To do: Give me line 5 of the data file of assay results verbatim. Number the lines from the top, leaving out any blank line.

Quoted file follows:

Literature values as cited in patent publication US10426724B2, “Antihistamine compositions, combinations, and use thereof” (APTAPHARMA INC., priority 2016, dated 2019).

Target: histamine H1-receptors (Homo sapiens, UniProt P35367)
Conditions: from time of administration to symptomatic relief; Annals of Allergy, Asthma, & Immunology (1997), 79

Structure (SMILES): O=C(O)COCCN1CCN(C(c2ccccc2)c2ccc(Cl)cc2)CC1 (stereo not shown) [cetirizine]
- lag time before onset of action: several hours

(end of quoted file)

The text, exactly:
- lag time before onset of action: several hours